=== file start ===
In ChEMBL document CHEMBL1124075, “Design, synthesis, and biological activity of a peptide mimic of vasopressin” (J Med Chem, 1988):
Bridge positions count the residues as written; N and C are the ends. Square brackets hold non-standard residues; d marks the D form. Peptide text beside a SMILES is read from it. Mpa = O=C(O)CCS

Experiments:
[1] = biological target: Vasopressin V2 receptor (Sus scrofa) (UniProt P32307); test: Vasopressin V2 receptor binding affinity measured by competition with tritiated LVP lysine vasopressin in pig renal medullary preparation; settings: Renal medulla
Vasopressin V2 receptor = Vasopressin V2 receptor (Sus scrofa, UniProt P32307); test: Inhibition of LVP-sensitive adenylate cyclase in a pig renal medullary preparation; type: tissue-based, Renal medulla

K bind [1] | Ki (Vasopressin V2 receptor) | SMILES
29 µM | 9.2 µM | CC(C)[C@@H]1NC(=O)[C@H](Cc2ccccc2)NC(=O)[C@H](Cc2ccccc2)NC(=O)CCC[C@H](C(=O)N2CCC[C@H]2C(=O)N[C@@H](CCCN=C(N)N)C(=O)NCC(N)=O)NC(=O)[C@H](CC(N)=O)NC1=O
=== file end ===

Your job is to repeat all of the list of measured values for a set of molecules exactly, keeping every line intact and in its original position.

In ChEMBL document CHEMBL1124075, “Design, synthesis, and biological activity of a peptide mimic of vasopressin” (J Med Chem, 1988):
Bridge positions count the residues as written; N and C are the ends. Square brackets hold non-standard residues; d marks the D form. Peptide text beside a SMILES is read from it. Mpa = O=C(O)CCS

Experiments:
[1] = biological target: Vasopressin V2 receptor (Sus scrofa) (UniProt P32307); test: Vasopressin V2 receptor binding affinity measured by competition with tritiated LVP lysine vasopressin in pig renal medullary preparation; settings: Renal medulla
Vasopressin V2 receptor = Vasopressin V2 receptor (Sus scrofa, UniProt P32307); test: Inhibition of LVP-sensitive adenylate cyclase in a pig renal medullary preparation; type: tissue-based, Renal medulla

K bind [1] | Ki (Vasopressin V2 receptor) | SMILES
29 µM | 9.2 µM | CC(C)[C@@H]1NC(=O)[C@H](Cc2ccccc2)NC(=O)[C@H](Cc2ccccc2)NC(=O)CCC[C@H](C(=O)N2CCC[C@H]2C(=O)N[C@@H](CCCN=C(N)N)C(=O)NCC(N)=O)NC(=O)[C@H](CC(N)=O)NC1=O